In Tough Love or Stereotypical Shot? Michelle Obama’s HBCU Graduation Speech on Clutch Magazine, the author Harmony raises a great question. The problem is both answers are awful. This intraracial maternalism that Michelle Obama engaged in with her speech seemed like an assignment hoisted on her by a White supremacist society where she is the Black mom who will try to fix the ills of the “arbitrarily pathological” Black child; the Black American population. She was among Black elites—college graduates, in a country where only 30% of all adults have Bachelors degrees and only 20% of Black adults have Bachelors degrees and it was a time for “tough love” as the “best” outcome of a speech? Even the “best” outcome for this speech is one I find beneath who I thought Michelle Obama was and beneath those graduates who worked hard to have that special day. Respectability politics, victim blaming, bootstrap theory, intraracial classism and more filled that speech. I’ve always loved Michelle Obama and defended her from the racist, sexist and misogynoirist attacks that she faces in general society and even from within progressive spaces, but this speech was just as problematic as President Obama’s.
This isn’t to say that those “tough love” speeches should be hoisted at the poor and those who aren’t college graduates, as President Obama did in Chicago with his gun violence speech. As long as the effects of structural inequality and oppression on Black life is portrayed as “arbitrary pathology” that “personal responsibility” can fix, then Black people remain the ones who have to be responsible for the effects of racism, While Whites claim no responsibility for anything, continue to benefit from racism and continue to deny it through White privilege.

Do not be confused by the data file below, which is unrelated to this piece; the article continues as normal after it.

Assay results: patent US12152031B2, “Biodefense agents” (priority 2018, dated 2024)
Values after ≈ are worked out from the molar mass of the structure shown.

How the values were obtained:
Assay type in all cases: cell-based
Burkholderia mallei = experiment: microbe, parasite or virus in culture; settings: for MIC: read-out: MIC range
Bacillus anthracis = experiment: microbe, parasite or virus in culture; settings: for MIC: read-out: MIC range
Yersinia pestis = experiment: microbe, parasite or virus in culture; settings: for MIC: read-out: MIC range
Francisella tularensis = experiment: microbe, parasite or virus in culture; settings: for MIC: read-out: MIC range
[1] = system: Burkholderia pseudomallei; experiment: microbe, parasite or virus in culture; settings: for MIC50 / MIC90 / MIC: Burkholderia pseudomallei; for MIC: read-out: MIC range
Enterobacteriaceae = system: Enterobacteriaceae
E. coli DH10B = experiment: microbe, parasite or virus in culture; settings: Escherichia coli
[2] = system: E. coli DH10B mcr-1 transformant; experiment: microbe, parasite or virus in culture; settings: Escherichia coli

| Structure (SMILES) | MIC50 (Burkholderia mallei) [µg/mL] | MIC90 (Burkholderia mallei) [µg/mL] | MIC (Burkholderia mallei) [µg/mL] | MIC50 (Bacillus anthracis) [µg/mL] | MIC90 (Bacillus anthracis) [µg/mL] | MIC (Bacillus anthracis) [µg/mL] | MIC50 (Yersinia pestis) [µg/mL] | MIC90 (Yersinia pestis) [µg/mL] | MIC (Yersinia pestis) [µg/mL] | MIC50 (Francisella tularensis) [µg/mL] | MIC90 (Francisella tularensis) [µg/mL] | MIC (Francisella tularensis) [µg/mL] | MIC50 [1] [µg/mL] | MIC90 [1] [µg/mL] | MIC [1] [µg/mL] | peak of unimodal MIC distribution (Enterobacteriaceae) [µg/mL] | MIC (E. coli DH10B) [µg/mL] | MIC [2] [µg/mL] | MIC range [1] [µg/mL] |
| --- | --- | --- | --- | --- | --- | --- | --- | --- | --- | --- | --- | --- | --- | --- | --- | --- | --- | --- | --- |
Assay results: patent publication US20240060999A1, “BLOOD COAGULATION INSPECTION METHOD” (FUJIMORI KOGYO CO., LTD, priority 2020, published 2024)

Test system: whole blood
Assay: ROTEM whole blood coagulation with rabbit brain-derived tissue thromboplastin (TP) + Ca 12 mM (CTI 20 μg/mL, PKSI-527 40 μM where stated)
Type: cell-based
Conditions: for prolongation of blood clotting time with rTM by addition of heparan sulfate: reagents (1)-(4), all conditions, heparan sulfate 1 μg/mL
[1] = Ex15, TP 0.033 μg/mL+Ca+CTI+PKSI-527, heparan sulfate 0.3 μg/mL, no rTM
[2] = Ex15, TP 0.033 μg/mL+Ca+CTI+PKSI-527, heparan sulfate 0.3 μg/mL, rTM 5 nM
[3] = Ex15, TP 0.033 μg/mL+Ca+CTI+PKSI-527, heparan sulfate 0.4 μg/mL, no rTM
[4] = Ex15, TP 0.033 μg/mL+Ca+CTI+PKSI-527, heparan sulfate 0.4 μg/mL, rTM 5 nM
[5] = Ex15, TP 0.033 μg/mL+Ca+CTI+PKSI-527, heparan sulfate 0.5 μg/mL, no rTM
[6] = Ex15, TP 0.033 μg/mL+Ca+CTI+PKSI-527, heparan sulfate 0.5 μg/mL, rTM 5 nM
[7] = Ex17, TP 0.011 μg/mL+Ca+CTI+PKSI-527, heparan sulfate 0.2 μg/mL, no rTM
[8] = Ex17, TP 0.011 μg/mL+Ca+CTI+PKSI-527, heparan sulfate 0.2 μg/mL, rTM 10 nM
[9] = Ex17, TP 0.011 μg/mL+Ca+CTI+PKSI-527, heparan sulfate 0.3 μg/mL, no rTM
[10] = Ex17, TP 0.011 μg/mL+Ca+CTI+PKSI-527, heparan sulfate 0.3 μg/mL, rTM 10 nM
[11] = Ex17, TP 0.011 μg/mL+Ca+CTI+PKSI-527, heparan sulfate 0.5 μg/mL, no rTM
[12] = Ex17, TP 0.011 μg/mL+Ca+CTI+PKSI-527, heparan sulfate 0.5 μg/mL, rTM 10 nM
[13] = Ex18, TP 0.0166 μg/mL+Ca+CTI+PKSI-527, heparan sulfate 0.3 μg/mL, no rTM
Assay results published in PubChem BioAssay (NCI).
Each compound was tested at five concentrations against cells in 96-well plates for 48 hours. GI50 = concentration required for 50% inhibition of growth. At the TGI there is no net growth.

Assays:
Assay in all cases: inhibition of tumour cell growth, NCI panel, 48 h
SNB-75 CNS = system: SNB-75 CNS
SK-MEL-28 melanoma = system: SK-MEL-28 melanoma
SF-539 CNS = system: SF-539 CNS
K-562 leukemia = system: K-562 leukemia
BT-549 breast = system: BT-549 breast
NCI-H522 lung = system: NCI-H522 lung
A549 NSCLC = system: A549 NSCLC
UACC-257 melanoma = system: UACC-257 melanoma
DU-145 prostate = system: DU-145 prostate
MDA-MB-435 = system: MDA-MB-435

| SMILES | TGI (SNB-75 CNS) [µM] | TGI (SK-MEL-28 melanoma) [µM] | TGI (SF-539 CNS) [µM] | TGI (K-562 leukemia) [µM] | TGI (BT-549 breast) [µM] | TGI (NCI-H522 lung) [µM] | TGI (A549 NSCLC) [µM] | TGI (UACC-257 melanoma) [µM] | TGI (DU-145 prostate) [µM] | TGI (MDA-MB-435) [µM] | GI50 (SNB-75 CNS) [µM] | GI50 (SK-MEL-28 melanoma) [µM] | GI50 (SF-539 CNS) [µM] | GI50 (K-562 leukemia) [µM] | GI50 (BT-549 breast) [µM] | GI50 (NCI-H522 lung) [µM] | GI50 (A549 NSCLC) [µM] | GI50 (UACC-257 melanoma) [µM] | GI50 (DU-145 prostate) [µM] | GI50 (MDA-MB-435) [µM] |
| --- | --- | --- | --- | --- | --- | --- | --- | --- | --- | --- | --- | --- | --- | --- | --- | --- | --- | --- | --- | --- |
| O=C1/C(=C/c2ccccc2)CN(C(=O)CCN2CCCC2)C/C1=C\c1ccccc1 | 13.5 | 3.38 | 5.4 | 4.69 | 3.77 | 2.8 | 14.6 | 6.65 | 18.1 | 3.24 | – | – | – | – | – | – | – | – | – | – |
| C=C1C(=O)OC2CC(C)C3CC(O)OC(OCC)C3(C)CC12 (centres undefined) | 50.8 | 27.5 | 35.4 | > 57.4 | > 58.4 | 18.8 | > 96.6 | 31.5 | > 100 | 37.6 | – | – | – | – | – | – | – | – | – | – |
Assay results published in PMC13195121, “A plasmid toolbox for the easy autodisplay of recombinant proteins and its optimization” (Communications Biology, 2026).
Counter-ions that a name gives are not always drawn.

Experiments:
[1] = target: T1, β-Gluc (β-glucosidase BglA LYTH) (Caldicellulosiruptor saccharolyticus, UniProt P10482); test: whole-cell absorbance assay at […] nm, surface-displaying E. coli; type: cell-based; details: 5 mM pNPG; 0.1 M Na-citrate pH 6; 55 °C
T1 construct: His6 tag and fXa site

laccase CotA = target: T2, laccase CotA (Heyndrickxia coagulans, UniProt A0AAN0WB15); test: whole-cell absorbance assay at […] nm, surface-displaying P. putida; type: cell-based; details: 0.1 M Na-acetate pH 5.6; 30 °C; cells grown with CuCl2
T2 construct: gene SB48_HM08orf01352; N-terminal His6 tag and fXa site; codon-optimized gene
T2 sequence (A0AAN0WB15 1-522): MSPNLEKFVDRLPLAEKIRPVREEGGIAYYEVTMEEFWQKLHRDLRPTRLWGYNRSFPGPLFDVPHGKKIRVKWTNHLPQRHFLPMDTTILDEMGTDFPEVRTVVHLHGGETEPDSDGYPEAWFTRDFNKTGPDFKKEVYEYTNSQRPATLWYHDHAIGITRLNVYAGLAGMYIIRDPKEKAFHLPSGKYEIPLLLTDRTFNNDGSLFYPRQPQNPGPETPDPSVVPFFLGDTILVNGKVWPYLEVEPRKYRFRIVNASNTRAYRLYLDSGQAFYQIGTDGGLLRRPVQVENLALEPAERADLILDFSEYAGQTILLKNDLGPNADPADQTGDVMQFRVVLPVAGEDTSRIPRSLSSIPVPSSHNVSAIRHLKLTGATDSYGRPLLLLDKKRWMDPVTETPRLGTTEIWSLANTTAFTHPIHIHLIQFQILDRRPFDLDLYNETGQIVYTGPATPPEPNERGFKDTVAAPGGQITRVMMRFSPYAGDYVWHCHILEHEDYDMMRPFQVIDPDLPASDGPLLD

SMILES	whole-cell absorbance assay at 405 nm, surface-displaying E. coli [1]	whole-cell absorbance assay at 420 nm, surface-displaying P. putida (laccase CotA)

While I’ve never truly felt that either of them were fully committed to social justice (whether by a combination of force in a White supremacist society and by choice; and I’ve read so much on them and studied them beyond MSNBC or Fox News), yet I do realize the relevance of their ascension into political, social, and cultural power as Black individuals, a Black couple and a Black family (obviously I do; I’ve shared many positive photographs as well as some nuanced posts illustrating my complex views on them, especially on Barack Obama’s role as President), there is no way I can or will positively spin these speeches into something that they are not. They were patronizing, paternalistic, White supremacist, classist, minimized the role of racism and oppression and played into very old stereotypes about Blackness, ones that never should have to surface and be given so much space on such a large platform, but also ones that seem genuinely out of place at college graduations. If by society’s own (problematic) standards, the elites that are college graduates are still not “responsible” enough if they are Black, when are Black people good enough? When?